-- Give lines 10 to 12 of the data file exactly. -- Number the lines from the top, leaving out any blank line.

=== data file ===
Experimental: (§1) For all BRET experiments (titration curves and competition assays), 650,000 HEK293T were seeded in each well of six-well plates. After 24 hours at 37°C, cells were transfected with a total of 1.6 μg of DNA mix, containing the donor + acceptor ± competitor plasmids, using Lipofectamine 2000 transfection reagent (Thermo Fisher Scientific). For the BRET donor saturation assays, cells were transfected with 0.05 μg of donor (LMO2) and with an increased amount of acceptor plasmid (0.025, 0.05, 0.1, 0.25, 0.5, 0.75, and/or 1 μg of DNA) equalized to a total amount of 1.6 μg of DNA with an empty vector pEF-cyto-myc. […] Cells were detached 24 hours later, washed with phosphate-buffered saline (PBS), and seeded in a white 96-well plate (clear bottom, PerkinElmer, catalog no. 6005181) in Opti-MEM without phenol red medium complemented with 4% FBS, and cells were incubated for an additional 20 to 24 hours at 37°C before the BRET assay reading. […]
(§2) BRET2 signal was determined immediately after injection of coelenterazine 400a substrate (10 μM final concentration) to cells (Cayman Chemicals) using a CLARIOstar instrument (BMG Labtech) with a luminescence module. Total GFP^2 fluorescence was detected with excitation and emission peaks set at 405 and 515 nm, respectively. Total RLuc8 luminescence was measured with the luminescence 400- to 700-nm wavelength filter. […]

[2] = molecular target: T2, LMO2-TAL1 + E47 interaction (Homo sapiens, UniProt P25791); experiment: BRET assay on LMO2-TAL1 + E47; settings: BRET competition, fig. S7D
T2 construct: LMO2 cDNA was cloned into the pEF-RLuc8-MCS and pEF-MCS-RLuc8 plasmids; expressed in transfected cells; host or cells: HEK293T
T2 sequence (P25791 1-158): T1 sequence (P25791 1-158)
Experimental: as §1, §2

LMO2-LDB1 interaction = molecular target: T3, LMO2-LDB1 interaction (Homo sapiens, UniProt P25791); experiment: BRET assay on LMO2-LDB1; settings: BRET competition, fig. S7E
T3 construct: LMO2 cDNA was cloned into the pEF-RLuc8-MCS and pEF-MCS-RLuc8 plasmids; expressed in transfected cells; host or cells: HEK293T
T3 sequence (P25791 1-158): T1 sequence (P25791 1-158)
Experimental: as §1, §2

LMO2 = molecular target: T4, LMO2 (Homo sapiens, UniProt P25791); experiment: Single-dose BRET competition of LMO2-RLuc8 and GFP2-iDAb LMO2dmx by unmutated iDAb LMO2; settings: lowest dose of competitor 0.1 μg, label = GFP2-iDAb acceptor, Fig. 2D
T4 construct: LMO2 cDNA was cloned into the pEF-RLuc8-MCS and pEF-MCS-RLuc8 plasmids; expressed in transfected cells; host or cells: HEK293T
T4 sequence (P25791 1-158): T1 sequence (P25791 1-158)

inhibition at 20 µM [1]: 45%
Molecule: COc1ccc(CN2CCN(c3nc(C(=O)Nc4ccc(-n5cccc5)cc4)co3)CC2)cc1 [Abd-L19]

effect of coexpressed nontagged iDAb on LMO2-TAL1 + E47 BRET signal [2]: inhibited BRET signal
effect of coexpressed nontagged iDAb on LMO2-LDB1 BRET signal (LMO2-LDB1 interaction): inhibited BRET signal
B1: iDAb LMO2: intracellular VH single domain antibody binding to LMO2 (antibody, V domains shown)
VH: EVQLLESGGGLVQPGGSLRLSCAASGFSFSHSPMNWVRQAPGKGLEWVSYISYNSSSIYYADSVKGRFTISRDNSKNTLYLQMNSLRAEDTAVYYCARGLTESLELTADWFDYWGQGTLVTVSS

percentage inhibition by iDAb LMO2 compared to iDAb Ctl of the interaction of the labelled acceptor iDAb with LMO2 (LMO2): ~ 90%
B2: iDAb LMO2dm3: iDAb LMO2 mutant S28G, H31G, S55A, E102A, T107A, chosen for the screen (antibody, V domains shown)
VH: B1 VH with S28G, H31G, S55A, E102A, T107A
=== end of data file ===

Experimental: as §1, §2

LMO2 = molecular target: T4, LMO2 (Homo sapiens, UniProt P25791); experiment: Single-dose BRET competition of LMO2-RLuc8 and GFP2-iDAb LMO2dmx by unmutated iDAb LMO2; settings: lowest dose of competitor 0.1 μg, label = GFP2-iDAb acceptor, Fig. 2D
T4 construct: LMO2 cDNA was cloned into the pEF-RLuc8-MCS and pEF-MCS-RLuc8 plasmids; expressed in transfected cells; host or cells: HEK293T